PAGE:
To thrive in the future, we must have the ability to combine very divergent items, knowledge and ways of thinking.

  • How can you synthesize very different ideas in your world?

Take the Disruptive Opportunity Challenge

3. The Creating Mind

Notice that Apple synthesized a phone, music player, camera and calendar into one devise called the iPhone. That is what happens when someone has more than one discipline and can fuse them to create a product everyone loves.

Gardner notes that we can develop a creative mind by a) being personally dissatisfied with current work, b) being different from the norm, and c) willingly work to understand the “unexpected wrinkle.”

  • How are you working to appreciate what is different?

4. The Respectful Mind

There was a time where we could be closed off to the world, safely protecting ourselves from opinions different from our own. That day has passed.

The Sharing Economy is based on, well this might sound trite, sharing. That means we willingly connect, to collaborate so we can create and cash in. We openly share when others are authentic and respectful. Given that we have many choices where to connect, if someone is not respectful, we can choose not to engage or to expose them. To thrive, we need to be respectful.

“But isn’t there a lot of disrespect out there?” I am taken back by how rude and uncivil we have become as a culture. Racism races, politicians pump the polarity and road rage races on. Meanwhile anonymous posters shame innocent individuals. If there is ever a time to stand out by going against the grain, it is for leaders to purposely be respectful in today’s environment.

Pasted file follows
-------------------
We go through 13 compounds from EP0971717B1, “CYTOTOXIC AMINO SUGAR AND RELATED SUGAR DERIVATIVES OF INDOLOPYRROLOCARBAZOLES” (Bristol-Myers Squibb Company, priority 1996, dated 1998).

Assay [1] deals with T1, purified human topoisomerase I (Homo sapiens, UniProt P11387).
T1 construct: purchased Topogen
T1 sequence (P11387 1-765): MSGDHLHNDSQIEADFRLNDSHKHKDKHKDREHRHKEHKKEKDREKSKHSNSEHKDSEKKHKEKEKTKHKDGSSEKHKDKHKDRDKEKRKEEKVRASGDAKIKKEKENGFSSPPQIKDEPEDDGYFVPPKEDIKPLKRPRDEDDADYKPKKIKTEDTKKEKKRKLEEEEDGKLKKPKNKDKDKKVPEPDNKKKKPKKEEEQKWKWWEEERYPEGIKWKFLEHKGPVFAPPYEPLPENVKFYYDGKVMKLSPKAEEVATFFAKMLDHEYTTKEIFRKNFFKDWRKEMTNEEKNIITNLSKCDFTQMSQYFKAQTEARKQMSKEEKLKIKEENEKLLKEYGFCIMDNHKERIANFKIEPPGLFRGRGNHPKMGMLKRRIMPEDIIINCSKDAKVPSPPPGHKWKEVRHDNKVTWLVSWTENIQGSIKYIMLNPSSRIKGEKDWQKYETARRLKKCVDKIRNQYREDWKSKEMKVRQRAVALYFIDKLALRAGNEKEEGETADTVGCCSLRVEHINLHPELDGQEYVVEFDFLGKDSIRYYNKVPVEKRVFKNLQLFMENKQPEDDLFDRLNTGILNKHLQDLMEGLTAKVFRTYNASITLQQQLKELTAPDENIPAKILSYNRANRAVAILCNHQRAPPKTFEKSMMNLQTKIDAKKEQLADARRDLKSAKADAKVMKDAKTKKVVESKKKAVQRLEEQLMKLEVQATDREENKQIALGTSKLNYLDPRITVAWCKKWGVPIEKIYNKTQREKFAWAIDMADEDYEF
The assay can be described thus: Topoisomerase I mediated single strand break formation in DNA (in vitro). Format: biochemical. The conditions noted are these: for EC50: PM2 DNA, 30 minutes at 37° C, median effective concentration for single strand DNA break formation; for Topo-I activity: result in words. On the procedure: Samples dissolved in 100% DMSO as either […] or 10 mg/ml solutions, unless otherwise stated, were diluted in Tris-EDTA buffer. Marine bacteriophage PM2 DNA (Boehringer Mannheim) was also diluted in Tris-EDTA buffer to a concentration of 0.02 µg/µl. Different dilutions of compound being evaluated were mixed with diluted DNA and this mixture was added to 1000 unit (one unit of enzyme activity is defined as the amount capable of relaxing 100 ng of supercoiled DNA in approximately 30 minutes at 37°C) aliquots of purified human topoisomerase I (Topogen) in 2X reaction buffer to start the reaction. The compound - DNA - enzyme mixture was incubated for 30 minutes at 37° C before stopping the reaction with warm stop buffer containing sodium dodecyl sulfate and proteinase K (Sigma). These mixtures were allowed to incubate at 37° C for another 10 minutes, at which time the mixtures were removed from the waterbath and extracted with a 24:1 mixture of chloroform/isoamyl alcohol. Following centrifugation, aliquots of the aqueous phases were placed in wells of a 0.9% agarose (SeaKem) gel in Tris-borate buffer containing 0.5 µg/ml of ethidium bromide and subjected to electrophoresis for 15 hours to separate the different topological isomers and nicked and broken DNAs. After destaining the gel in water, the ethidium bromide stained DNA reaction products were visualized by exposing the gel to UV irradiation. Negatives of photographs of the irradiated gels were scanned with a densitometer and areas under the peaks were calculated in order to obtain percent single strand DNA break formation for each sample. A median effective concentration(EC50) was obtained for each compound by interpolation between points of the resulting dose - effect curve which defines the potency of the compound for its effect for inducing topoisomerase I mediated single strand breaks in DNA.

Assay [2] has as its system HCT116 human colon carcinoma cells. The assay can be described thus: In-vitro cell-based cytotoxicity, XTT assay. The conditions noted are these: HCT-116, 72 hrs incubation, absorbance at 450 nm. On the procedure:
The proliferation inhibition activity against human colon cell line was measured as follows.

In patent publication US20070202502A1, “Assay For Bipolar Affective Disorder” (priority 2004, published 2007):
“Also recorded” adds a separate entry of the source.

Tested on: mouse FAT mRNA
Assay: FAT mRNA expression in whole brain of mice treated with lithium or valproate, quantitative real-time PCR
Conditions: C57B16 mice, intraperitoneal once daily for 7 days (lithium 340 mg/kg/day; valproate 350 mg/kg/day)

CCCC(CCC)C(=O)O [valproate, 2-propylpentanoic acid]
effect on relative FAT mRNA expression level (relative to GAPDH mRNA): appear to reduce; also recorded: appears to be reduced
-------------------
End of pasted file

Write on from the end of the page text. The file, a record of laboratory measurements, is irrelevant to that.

How can you set yourself apart by being respectful?

Learn to Become a Disruptive Leader

5. The Ethical Mind

More than ever, customers have a choice for what they are purchasing and from whom they purchase it. We demand transparency and deplore self-centered gain. As a leader, if you have selfish intentions, it isn’t a secret that you can keep for very long. Someone is going to find out quick.

I’m mindful that during the preparation, survival and recovery from Hurricane Irma, the Attorneys General  of Florida asked the public to report price gouging and attach a phone of the price. Many self-centered individuals looking to make a quick profit on someone else’s sudden need were thwarted. In the same way, the Boston Marathon bombers were captured because of all the videos and photos available from private citizens and businesses. In this age of transparency, being ethical is critical.

What are you doing to maintain the highest standards?

Be B.O.L.D.

Be Decisive

Become the Disruptive Leader and Break Through

I am Dr. Loren Murfield and I work with aspiring and emerging leaders to breakthrough and become disruptive leaders, doing the impossible by changing the paradigm of their thinking and telling powerful stories.  If that is your desire, contact me today. I have a program for every budget.

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(c) Murfield International, Inc. 2017